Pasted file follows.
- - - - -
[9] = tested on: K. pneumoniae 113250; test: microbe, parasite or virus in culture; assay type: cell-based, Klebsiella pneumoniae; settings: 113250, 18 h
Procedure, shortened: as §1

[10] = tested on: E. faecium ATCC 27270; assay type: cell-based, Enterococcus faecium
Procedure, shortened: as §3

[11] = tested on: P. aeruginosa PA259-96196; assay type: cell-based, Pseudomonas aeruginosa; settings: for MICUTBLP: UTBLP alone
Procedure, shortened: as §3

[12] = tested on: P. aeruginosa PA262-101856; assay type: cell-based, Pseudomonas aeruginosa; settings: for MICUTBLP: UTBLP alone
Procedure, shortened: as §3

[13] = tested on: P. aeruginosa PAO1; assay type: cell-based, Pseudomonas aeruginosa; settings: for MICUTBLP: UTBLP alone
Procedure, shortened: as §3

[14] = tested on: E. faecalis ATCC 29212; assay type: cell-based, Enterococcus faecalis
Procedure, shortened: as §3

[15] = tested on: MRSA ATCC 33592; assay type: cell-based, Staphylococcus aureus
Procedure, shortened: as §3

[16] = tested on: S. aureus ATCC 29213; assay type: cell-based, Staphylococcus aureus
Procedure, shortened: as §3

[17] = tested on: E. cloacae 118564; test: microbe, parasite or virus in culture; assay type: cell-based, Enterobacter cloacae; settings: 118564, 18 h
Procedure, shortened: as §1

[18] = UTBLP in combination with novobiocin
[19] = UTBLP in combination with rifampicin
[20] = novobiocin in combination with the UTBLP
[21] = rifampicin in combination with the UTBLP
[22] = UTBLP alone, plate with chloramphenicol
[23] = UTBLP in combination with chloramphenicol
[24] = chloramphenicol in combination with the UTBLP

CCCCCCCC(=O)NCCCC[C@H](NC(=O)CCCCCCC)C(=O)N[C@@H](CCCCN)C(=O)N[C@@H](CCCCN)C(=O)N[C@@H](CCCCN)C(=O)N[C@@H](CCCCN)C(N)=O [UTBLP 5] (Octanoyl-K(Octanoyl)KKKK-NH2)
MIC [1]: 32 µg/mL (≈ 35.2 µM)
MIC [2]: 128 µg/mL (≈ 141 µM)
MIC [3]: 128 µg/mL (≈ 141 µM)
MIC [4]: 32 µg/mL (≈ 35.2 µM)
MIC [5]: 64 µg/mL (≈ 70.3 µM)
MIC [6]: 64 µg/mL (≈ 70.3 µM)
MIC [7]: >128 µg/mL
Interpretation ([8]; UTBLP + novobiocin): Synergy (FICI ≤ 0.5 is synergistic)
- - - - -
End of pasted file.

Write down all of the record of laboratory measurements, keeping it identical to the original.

[9] = tested on: K. pneumoniae 113250; test: microbe, parasite or virus in culture; assay type: cell-based, Klebsiella pneumoniae; settings: 113250, 18 h
Procedure, shortened: as §1

[10] = tested on: E. faecium ATCC 27270; assay type: cell-based, Enterococcus faecium
Procedure, shortened: as §3

[11] = tested on: P. aeruginosa PA259-96196; assay type: cell-based, Pseudomonas aeruginosa; settings: for MICUTBLP: UTBLP alone
Procedure, shortened: as §3

[12] = tested on: P. aeruginosa PA262-101856; assay type: cell-based, Pseudomonas aeruginosa; settings: for MICUTBLP: UTBLP alone
Procedure, shortened: as §3

[13] = tested on: P. aeruginosa PAO1; assay type: cell-based, Pseudomonas aeruginosa; settings: for MICUTBLP: UTBLP alone
Procedure, shortened: as §3

[14] = tested on: E. faecalis ATCC 29212; assay type: cell-based, Enterococcus faecalis
Procedure, shortened: as §3

[15] = tested on: MRSA ATCC 33592; assay type: cell-based, Staphylococcus aureus
Procedure, shortened: as §3

[16] = tested on: S. aureus ATCC 29213; assay type: cell-based, Staphylococcus aureus
Procedure, shortened: as §3

[17] = tested on: E. cloacae 118564; test: microbe, parasite or virus in culture; assay type: cell-based, Enterobacter cloacae; settings: 118564, 18 h
Procedure, shortened: as §1

[18] = UTBLP in combination with novobiocin
[19] = UTBLP in combination with rifampicin
[20] = novobiocin in combination with the UTBLP
[21] = rifampicin in combination with the UTBLP
[22] = UTBLP alone, plate with chloramphenicol
[23] = UTBLP in combination with chloramphenicol
[24] = chloramphenicol in combination with the UTBLP

CCCCCCCC(=O)NCCCC[C@H](NC(=O)CCCCCCC)C(=O)N[C@@H](CCCCN)C(=O)N[C@@H](CCCCN)C(=O)N[C@@H](CCCCN)C(=O)N[C@@H](CCCCN)C(N)=O [UTBLP 5] (Octanoyl-K(Octanoyl)KKKK-NH2)
MIC [1]: 32 µg/mL (≈ 35.2 µM)
MIC [2]: 128 µg/mL (≈ 141 µM)
MIC [3]: 128 µg/mL (≈ 141 µM)
MIC [4]: 32 µg/mL (≈ 35.2 µM)
MIC [5]: 64 µg/mL (≈ 70.3 µM)
MIC [6]: 64 µg/mL (≈ 70.3 µM)
MIC [7]: >128 µg/mL
Interpretation ([8]; UTBLP + novobiocin): Synergy (FICI ≤ 0.5 is synergistic)